Journal: Journal of Nutrition. 2006 October;136:2606-10. [In Process] Authors and Affiliation: Meri P. Nantz, Cheryl A. Rowe, Carmelo Nieves, Jr. and Susan S. Percival. Food Science and Human Nutrition Department, University of Florida Gainesville, Florida USA. Address correspondence to Susan S. Percival [ E-mail: firstname.lastname@example.org ] PMID: 16988134
The daily consumption of fruits and vegetables is a common dietary recommendation to support good health. We hypothesized that a commercially available encapsulated fruit and vegetable juice powder concentrate (FVJC) could support functional indices of health due to increased intake of various phytonutrients.
This was a double-blind, randomized, placebo-controlled investigation of 59 healthy law students who consumed either FVJC or placebo capsules for 77 days. Blood was collected on day 1, 35, and 77 to examine the number of circulating alphabeta- and gammadelta-T cells, cytokine production, lymphocyte DNA damage, antioxidant status, and levels of carotenoids and vitamin C. A log of illnesses and symptoms was also kept. The FVJC group tended to have fewer total symptoms than the placebo group (P < 0.076). By day 77 there was a 30% increase in circulating gammadelta-T cells and a 40% reduction in DNA damage in lymphocytes in the FVJC group relative to the placebo group. Plasma levels of vitamin C and of beta-carotene, lycopene, and lutein increased significantly from baseline in the FVJC group as did plasma oxygen radical absorptive capacity (50%). Interferon-gamma produced by phorbol-stimulated lymphocytes was reduced 70% in the FVJC group, whereas other cytokines (IL-4, IL-6, transforming growth factor beta) were unchanged relative to treatment or time.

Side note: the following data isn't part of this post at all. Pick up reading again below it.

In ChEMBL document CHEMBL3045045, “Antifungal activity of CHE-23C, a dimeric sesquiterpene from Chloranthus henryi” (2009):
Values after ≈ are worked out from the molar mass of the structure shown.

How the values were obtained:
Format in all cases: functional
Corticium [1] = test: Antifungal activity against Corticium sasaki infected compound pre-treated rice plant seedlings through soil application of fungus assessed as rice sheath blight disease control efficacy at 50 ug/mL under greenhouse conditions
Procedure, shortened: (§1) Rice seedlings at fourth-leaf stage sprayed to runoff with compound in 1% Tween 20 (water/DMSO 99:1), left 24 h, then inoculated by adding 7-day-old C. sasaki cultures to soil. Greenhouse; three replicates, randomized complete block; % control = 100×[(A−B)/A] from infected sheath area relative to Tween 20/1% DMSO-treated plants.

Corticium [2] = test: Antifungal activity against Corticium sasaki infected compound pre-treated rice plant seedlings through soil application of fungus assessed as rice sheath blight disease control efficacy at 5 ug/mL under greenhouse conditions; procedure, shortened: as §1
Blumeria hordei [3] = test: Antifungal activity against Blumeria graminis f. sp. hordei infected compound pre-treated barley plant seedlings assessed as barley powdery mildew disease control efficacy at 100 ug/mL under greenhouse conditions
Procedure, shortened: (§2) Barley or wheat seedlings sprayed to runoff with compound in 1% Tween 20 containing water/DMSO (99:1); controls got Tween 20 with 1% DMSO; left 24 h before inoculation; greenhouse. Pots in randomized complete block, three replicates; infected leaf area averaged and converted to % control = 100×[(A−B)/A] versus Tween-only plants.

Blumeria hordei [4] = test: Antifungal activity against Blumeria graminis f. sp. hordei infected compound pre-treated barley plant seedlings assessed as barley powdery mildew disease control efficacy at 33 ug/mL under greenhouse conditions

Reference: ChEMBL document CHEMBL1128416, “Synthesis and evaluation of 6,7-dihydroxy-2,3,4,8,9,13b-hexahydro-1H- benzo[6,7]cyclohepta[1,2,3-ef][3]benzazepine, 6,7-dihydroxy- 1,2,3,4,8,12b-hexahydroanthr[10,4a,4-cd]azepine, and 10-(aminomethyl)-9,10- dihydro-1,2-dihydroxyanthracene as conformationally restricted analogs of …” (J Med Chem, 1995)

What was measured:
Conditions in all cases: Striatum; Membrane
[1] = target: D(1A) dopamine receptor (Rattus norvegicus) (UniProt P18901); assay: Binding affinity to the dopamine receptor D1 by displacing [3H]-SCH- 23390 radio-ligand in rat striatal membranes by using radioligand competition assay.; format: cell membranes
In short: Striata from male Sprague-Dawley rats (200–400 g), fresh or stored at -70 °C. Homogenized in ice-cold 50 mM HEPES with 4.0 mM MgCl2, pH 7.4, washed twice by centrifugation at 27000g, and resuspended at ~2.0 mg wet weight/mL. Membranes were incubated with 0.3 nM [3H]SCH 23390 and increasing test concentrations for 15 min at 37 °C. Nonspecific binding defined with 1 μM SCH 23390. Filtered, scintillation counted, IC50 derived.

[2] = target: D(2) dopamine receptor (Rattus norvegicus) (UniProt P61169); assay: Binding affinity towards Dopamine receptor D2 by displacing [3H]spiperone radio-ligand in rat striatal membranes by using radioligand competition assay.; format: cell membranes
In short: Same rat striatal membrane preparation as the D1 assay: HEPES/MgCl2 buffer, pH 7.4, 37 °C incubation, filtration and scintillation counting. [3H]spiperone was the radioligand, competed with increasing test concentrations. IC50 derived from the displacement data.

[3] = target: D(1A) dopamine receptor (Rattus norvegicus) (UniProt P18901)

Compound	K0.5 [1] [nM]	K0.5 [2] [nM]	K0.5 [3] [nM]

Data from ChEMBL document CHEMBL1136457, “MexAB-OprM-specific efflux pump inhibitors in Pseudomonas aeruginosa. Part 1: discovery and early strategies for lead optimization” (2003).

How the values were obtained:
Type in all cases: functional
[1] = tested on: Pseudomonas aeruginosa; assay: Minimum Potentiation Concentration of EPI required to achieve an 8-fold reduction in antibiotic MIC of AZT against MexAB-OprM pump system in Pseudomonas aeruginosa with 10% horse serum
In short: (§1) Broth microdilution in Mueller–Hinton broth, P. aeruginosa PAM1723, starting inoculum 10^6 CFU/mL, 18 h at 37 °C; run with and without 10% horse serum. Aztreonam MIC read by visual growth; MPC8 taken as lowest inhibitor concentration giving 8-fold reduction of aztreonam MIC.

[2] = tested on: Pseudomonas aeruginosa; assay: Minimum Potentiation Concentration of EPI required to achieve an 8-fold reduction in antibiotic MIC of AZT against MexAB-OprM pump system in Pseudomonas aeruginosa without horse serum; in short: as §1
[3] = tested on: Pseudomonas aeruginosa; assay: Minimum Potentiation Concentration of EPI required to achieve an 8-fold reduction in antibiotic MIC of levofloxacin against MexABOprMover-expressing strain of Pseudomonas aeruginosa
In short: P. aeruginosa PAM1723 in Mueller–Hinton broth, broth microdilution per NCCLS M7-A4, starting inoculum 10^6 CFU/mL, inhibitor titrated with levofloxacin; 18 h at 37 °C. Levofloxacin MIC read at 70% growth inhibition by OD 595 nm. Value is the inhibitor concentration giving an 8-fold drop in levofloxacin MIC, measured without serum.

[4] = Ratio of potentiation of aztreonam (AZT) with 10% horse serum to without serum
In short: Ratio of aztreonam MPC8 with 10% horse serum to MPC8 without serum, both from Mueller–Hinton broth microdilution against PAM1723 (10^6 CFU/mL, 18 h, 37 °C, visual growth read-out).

FVJC consumption during this study period resulted in increased plasma nutrients and antioxidant capacity, reduction in DNA strand breaks, and an increase in circulating gammadelta-T cells